Hate speech is still speech
In the aftermath of the violence and fatalities that occurred in Charlottesville, Va., a couple of weeks ago, one of the leading criticisms from anti-racist groups was that city officials should never have let the white nationalists rally there in the first place.
It is true that the hate and bigotry that neo-Nazis, Ku Klux Klan and other white supremacist groups spew are anathema to a liberal college town. For that matter, they should be anathema to all decent and civil places in this country, regardless of political leanings.
It would be a threat, however, to basic American freedoms to begin deciding, based on what individuals or groups say or believe, who has a right to enjoy these freedoms, and who doesn’t.
The test of embracing what it truly means to be an American is when someone exercises the freedoms embodied in the Bill of Rights with whom you vigorously disagree. There is no merit in defending the First Amendment only for those with whom you share the same perspective. The merit comes in defending these rights, such as free speech and freedom of assembly, as steadfastly for your foes as for your friends.
There has been an effort in this country recently to shut down or impede those on the far right from voicing their opinions. Liberal campuses have erupted in demonstrations, sometimes violent ones, that have prompted university administrators to cancel the appearances of ultraconservative speakers, or require that they make their remarks by remote rather than in front of a live audience.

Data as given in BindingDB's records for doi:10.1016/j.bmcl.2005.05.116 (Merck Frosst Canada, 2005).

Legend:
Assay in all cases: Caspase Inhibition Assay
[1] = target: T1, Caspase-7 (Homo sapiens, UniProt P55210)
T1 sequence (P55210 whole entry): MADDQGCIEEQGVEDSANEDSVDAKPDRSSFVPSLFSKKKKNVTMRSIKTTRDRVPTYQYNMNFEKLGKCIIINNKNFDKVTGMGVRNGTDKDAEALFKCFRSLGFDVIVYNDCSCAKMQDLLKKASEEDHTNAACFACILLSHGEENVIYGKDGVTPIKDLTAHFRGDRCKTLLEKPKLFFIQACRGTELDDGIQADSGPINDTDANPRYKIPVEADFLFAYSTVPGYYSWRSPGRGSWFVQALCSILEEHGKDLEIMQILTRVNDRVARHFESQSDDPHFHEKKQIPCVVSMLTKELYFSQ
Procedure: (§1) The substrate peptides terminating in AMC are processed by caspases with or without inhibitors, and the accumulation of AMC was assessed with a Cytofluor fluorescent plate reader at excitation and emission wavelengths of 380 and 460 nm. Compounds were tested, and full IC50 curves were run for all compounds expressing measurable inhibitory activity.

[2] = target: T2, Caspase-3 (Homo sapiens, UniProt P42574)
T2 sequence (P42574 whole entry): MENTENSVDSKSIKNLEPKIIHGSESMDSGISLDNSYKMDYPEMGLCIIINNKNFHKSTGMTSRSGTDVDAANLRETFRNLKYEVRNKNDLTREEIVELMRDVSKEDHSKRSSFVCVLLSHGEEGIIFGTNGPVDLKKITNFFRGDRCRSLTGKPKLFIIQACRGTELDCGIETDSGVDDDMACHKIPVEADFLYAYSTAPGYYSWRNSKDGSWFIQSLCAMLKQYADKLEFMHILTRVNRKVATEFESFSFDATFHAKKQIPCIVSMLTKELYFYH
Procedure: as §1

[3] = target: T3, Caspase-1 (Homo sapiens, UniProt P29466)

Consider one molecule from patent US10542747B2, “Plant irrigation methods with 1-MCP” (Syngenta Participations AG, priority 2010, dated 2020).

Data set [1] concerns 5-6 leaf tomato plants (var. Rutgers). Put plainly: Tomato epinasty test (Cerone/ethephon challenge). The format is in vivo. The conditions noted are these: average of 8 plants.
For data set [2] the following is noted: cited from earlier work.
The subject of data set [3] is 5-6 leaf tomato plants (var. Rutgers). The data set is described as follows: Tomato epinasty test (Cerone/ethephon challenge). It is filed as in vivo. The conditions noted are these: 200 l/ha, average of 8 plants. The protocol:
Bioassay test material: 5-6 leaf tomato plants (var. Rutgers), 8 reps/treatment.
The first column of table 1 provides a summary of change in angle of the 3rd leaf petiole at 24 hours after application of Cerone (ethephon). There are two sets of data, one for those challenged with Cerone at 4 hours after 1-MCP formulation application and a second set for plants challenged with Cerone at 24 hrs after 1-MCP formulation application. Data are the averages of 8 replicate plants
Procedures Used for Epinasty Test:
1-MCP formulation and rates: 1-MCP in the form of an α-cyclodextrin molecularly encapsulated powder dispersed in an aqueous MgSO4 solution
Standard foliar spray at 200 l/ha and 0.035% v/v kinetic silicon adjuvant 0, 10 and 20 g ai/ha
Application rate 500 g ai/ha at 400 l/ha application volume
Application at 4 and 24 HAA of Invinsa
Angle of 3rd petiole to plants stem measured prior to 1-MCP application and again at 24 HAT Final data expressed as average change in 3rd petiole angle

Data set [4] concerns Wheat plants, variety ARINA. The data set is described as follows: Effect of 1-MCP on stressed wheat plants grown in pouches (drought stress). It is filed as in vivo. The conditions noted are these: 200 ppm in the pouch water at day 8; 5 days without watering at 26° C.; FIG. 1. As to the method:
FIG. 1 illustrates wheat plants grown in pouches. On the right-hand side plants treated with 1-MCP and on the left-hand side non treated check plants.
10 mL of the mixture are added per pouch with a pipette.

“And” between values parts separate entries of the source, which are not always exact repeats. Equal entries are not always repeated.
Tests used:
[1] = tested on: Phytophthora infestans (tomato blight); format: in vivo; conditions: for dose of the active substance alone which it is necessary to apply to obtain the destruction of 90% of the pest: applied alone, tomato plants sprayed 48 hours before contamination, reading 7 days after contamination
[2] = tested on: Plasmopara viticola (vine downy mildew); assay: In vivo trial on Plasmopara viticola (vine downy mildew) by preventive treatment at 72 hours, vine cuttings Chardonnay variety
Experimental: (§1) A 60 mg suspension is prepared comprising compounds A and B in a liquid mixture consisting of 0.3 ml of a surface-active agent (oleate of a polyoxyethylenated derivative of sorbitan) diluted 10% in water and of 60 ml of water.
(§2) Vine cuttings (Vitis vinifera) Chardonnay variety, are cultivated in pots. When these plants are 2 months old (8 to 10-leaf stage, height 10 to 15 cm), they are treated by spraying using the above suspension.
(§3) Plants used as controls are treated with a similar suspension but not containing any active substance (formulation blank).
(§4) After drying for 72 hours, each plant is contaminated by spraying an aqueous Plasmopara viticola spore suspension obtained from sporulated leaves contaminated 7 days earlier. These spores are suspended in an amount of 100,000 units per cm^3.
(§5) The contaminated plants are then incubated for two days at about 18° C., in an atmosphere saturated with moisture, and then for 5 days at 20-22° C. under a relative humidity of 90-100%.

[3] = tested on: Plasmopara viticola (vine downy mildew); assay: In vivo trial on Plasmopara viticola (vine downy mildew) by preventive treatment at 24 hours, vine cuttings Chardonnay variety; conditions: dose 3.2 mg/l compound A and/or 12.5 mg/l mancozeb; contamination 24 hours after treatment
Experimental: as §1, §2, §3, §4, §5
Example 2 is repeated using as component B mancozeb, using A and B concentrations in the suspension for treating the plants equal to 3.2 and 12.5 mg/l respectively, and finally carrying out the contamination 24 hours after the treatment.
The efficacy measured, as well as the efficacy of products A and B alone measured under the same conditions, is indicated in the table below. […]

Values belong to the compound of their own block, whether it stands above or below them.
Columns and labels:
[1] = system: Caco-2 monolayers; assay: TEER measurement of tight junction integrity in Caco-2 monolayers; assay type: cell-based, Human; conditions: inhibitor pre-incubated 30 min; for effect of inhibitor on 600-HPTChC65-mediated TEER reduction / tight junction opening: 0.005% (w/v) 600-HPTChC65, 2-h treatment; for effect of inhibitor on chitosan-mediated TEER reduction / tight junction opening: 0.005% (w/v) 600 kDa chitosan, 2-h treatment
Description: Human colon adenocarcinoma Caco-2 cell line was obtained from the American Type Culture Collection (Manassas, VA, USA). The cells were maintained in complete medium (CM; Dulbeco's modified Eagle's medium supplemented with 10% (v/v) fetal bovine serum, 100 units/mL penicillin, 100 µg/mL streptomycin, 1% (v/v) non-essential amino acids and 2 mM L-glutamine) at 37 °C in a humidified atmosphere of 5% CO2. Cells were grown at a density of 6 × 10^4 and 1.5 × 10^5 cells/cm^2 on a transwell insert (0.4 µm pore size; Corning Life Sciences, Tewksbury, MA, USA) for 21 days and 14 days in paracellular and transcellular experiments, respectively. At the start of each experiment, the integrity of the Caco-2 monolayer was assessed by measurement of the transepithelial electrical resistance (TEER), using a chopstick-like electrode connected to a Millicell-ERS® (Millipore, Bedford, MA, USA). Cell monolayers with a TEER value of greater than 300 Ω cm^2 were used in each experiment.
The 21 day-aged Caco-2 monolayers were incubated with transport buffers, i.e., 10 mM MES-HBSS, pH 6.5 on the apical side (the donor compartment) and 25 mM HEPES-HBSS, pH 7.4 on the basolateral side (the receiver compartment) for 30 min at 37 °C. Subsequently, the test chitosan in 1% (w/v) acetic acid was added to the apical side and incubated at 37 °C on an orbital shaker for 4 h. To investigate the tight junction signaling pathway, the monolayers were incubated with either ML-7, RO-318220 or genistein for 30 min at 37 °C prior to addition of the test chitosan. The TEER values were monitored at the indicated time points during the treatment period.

The censors say that hate speech doesn’t deserve the same treatment as other forms of speech. But the Constitution makes no distinction between hate speech or love speech.
The risk with censoring the right is that it creates a precedent for censoring the left when the balance of power shifts.
This past week, Troy Brown Sr. and his son, Troy Jr., held a peaceable assembly on the Leflore County Courthouse lawn to call for the creation of a monument to those who defeated slavery and racial discrimination, or removal of the century-old Confederate monument that honors those who fought unsuccessfully to preserve slavery.
No one tried to deny the Browns’ right to speak. In another era, though, that’s exactly what would have happened. A half-century or so ago, they would have been shut down and possibly arrested for disturbing the peace, because what they were saying would have been considered subversive to the segregationists in power.